Chronicles of Fortune
Books are like coffee. Just as all the factors related to how coffee beans grow, blossom, and make their way into a tired drinker’s cup can affect taste, each aspect of creation, distribution, and publishing affects the impact of a book. Chronicles of Fortune by Coco Picard is a perfect example of this idea; each facet of the book’s publication illustrates how, when publishers, distributors, and creators are truly invested in a work, the result will be wonderful.
Chronicles is the first book published by Radiator Comics, a Chicago-based distro run by Neil Brideau. Brideau’s name will be familiar to those involved with Chicago’s self-publishing scene; he’s a former Quimby’s employee, assisted in the founding of Chicago Zine Fest and CAKE, and creates his own mini-comics. When I asked him why he wanted to make the jump from distributing to publishing, he gave the best answer: “publishing and distribution [are] two great ways to support artists whose work I think deserve broader audiences.” Chronicles is clearly coming from a publisher passionate about comics and invested in ensuring the publication process treats creators well.
Like Brideau, Coco Picard is a jack-of-all-trades; the author blurb at the back of Chronicles reveals that she runs Green Lantern Press, a boutique nonprofit publisher of fiction, poetry, and art criticism, and co-directs Sector 2337, a hybrid art space/bookstore/bar, with Devin King in Chicago. When Brideau decided to embark on Radiator’s first publishing venture, he turned to Picard for advice, and in return she turned to Brideau for help finding the right publisher for her book. The nature of their collaboration says a lot about the nature of the DIY publishing community: by supporting each other’s new projects, Brideau and Picard also found the perfect home for this wonderful, chunky graphic novel about grief.
Chronicles of Fortune advertises itself as an exploration into the life of a woman experiencing extreme ennui. Edith May, AKA Fortuna, is the greatest superhero in the world. She could stop wars, restore the arctic, replace all prisons with libraries, and do much, much more—if she weren’t suffering from that damn ennui. No one knows about Edith May’s alter ego, and even extraordinary encounters with fantastic beings fail to liberate her from the numbness that dictates her life. Ennui, however, is a symptom, and the overarching narrative reveals that the source in Edith’s case is grief. Her dejected superhero-self comes to life just as she begins to grieve her mother, and Fortuna becomes a part of Edith in the same way that loss embeds itself in the bereaved.
The story itself maintains a surreal calm analogous to the plodding pace at which some move through intense grief. Picard rarely uses panels, and instead captures a single moment on each page to slow the narrative. However, the story never drags because Picard injects Edith’s life with surreal characters. A mountain grows in her living room, a constantly weeping crocodile becomes her sidekick, and several talking moths take up residence in her apartment and develop a complex plot of their own. Edith responds to each encounter as if it is completely normal, making it impossible to tell if these strange occurrences are actually normal for a superhero like Fortuna, or if they simply cannot penetrate the wall of numbness and despair that separates Edith from the world.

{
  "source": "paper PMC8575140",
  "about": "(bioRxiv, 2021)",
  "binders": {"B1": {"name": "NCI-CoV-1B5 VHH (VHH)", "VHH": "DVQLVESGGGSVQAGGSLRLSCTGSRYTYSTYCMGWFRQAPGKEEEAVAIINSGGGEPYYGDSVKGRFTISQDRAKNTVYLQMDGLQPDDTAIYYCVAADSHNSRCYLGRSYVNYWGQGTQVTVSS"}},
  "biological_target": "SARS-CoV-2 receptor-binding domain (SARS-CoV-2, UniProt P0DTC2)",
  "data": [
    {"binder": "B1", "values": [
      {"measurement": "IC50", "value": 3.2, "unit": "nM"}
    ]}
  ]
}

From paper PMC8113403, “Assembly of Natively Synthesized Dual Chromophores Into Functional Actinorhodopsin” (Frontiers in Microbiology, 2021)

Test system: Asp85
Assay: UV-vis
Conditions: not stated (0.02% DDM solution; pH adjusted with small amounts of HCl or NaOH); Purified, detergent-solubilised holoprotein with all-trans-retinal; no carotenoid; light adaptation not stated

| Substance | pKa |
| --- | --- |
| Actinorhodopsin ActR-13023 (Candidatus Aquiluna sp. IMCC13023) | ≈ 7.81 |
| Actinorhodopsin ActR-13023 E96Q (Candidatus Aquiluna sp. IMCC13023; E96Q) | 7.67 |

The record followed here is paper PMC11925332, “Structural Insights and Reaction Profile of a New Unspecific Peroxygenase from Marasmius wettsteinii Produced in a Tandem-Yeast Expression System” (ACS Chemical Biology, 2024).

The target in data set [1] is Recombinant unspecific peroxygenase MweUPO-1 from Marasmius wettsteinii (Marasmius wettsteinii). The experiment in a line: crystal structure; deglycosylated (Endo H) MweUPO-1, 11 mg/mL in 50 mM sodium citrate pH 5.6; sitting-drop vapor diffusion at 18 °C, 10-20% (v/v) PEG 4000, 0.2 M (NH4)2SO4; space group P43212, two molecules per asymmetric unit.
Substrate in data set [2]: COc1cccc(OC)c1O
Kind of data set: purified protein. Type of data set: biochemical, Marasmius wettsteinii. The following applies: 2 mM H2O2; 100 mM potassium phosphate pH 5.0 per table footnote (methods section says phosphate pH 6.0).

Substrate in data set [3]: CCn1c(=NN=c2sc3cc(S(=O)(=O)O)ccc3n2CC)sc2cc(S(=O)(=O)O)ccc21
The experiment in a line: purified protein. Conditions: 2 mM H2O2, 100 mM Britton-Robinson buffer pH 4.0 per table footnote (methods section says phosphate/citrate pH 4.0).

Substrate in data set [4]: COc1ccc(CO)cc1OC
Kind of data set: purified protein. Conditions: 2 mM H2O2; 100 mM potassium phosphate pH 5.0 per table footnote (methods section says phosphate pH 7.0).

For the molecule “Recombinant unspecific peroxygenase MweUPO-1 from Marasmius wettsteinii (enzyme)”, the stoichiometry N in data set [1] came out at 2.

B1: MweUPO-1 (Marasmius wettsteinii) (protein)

The story’s individual chapters are more like vignettes that, as standalone stories, will be relatable for readers coming from a myriad of emotional experiences. This makes sense, as Fortuna’s stories were originally published as separate mini-comics. In one of my favorite chapters, Edith has to attend an uncomfortable bachelorette party that increasingly feels like a petty middle school sleepover. While the party itself is absurd, Edith is unable to rise above her depression and consider how to approach a joyful event. We’ve all experienced those inescapable social events in which we must attempt to set aside sadness and celebrate, and sometimes it is impossible.
The simplicity of the art—black and white, no backgrounds, shading used sparingly—allows Picard to focus on single objects or spaces that have a monumental impact on Edith’s emotional progress. When she accidentally lights her sketchy gas stove at the wrong moment and it almost blows up, Edith loses all her arm hairs except for one. The tickling sensation of that tiny hair brushing against her forearm in the wind elicits a rarely seen smile. Later, in the chapter that introduces the moths, Edith produces several hidden objects from cupboards and closets of her apartment, remarking on their sentimental value but noting how neglect is leaving them literally moth-eaten. Picard gives a particular amount of love to cracked, spider web-filled teapots, precious because they belonged to Edith’s parents, but indicative of how preservation can become neglect.
As Edith slowly wrangles with death and mortality, these objects feel increasingly significant. Is a dead body just an object? Does the coffin that holds it carry any meaning? How do we hold on to our loved ones after they pass away? The narrative never asks these questions explicitly, but they are vividly present.
Stories about grief usually center on the relationship between the living protagonist left behind and their deceased loved-one. Edith’s mother does weave in and out of the narrative, but Chronicles focuses on the sheer experience of loss. It’s an affecting and satisfying story for anyone who has experienced ennui but especially for those grieving, and contemplating the surreal nature of death. Grab a copy from Radiator Comics!